.... The West Virginia state legislature is deemed a part-time job, and legislators are currently paid only $20,000 in annual salary. But the perks can add up. Tomblin’s travel expenses over the past eleven years amount to $268,232.88. In 1998, he spent $74,000 to redecorate his office, and the Charleston Daily Mail detailed some of the expenses: “about $800 to re-letter doors at the Capitol with Tomblin’s name instead of Manchin’s, about $2,700 for pens and pencils with Tomblin’s name on them,more than $7,000 for letterhead stationery and envelopes, $469.93 for 8-by-10-inch photos of Tomblin.”
While accumulating enormous political power in the state, Tomblin has received exceptionally little public scrutiny....
.... As late as November 2010, on the eve of his debut as governor, local press called him “something of an enigma.” The local public radio station declared, “when he became acting governor earlier this month, the appointment left many West Virginians asking, ‘Who?’”
Tomblin’s Republican rival, Bill Maloney, could not be a starker contrast.
For starters, he has never served in any government job before. He founded North American Drillers in 1984, a company that started by drilling 24-inch support shafts for mines and expanded until it was capable of handling jobs as large as 18-foot-diameter shafts. Maloney sold his share of the company in 2006. During a family vacation in Cape May, N.J., last year, he heard details about the plight of the trapped Chilean miners; the Chilean government expected them to be rescued on a four-month timeline, and Maloney felt compelled to devise a plan that could work more quickly.
“I had known all along that I would end up in Chile, working to rescue those miners,” Maloney later recalled. “We arrived at the mine site in Chile on September 4, and timely planning and good fortune enabled us to begin drilling with DTH technology on September 5. Center Rock had fabricated the drilling equipment required for Plan B in days instead of the weeks usually required due to the specialized parts that are made per individual project requirements. . . . While the drillers lost and wore out numerous drill bits, they were still able to reach the underground mine workshop at 8:05 a.m. on October 9.”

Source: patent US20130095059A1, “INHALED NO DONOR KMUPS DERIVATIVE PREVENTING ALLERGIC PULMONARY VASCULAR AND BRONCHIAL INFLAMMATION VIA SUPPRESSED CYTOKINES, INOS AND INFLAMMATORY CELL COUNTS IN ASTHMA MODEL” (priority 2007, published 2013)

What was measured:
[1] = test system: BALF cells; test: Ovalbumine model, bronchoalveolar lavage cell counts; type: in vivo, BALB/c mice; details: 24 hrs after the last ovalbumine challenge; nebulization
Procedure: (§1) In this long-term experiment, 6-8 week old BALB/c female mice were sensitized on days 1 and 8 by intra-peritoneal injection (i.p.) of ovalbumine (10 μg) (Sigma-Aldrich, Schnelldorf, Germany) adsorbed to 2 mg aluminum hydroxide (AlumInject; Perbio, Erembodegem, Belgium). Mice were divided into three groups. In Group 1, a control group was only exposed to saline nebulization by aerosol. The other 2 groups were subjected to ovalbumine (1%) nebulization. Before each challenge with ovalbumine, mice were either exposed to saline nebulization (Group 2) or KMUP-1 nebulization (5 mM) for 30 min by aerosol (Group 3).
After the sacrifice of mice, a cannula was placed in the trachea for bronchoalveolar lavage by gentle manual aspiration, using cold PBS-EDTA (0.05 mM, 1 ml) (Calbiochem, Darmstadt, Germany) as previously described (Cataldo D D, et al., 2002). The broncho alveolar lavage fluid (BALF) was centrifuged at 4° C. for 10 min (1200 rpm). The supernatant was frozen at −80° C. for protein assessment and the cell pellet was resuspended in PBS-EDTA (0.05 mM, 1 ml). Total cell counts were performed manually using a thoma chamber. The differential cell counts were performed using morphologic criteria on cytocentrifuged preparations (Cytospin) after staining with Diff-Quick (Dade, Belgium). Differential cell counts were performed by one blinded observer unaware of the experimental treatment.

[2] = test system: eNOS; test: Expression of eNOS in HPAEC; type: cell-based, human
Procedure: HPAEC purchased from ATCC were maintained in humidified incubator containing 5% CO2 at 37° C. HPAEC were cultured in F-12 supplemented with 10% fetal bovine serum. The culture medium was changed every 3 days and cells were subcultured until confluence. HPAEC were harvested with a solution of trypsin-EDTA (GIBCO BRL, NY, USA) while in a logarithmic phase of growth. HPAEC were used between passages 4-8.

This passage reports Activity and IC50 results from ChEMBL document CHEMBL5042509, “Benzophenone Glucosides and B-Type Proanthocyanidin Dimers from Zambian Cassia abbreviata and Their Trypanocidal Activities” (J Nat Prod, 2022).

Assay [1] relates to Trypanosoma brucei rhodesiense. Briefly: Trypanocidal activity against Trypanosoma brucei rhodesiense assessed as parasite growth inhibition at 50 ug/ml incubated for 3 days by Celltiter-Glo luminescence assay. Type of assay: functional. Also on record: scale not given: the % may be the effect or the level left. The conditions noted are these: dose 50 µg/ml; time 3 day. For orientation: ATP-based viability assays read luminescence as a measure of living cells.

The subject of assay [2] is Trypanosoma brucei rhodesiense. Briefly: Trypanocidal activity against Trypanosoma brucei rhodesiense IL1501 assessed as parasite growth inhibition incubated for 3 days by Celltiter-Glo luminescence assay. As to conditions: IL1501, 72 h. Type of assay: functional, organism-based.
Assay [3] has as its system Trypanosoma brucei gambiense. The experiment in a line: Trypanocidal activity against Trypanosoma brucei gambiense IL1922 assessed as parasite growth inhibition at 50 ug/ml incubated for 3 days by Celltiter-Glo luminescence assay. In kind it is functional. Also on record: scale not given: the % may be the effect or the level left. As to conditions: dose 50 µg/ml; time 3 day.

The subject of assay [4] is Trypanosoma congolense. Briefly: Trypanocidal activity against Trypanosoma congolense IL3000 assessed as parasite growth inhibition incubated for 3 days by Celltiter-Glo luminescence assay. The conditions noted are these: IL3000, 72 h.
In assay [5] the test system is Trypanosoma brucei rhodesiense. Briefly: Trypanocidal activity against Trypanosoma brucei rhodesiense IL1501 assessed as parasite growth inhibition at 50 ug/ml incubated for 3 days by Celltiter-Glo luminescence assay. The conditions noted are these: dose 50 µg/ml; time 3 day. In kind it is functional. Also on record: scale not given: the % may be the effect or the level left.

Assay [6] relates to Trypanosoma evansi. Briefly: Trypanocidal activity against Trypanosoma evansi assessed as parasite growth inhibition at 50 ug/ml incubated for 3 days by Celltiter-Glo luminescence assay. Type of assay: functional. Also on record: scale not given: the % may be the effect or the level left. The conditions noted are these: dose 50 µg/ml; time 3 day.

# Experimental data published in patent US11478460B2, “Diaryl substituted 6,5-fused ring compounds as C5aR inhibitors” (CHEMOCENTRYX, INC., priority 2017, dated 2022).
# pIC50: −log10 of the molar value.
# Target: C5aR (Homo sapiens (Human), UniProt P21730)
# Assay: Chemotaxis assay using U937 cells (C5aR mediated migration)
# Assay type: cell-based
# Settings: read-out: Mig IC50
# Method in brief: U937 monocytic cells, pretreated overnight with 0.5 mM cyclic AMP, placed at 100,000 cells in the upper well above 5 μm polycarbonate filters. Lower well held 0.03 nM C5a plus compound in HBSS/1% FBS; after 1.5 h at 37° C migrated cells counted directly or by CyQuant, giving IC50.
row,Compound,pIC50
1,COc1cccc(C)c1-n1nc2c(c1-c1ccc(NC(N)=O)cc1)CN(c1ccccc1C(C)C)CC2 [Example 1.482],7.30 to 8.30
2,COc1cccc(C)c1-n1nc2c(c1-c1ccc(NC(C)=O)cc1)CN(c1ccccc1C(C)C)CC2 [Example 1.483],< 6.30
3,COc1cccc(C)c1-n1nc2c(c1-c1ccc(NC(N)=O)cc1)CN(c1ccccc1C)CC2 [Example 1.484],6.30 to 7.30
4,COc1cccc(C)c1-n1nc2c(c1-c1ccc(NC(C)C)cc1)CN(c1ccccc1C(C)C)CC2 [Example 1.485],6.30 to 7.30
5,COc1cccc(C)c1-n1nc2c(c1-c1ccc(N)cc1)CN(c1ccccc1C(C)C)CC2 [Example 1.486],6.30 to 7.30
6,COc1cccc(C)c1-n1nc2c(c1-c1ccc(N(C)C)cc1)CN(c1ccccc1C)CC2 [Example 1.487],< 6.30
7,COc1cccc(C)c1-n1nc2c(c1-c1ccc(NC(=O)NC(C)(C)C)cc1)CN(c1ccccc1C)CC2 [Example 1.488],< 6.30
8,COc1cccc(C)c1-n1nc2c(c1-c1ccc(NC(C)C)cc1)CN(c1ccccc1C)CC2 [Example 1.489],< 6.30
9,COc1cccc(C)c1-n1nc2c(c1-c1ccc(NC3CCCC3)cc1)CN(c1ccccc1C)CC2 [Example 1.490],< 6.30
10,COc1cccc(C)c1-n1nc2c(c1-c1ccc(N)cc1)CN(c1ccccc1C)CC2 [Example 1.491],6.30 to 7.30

Maloney describes his role in the Chilean-miner rescue in detail here.
One Republican watching the race closely from Washington offers a healthy serving of caution alongside his optimism:
“Outside of presidential politics, West Virginia is very much still a Democratic state. They have a two-to-one registration advantage, just elected a U.S. senator in a wave election year in 2010, control both state legislative chambers, etc. Having said that, the pressure is really on the Democrats to win this one. It’s already much closer than they ever anticipated, and it’d certainly sting to lose the governor’s office that Manchin gave up.”
If nothing else, Maloney has demonstrated striking momentum. A poll released by the Democratic Governors Association on August 25 showed Tomblin leading Maloney 47 percent to 33 percent. But by September 7, a Public Policy Polling survey showed a much narrower gap: 46 percent to 40 percent.
My state has so much riding on this election that Geraghty's last bit actually made me cry (pleease don't tell him):
.... While Maloney remains an underdog, he appears to be surging. A defeat of Tomblin might rank alongside Scott Brown’s win in Massachusetts or Bob Turner’s recent win in New York’s ninth congressional district — as a sign that Obama’s stances and record have severely damaged the Democratic party’s image and reputation, even in its most secure political strongholds.
A Maloney win would also declare that the era of business as usual in West Virginia’s state government has finally come to an end.
Bill and Sharon Maloney and family. Photo by Thorney Lieberman.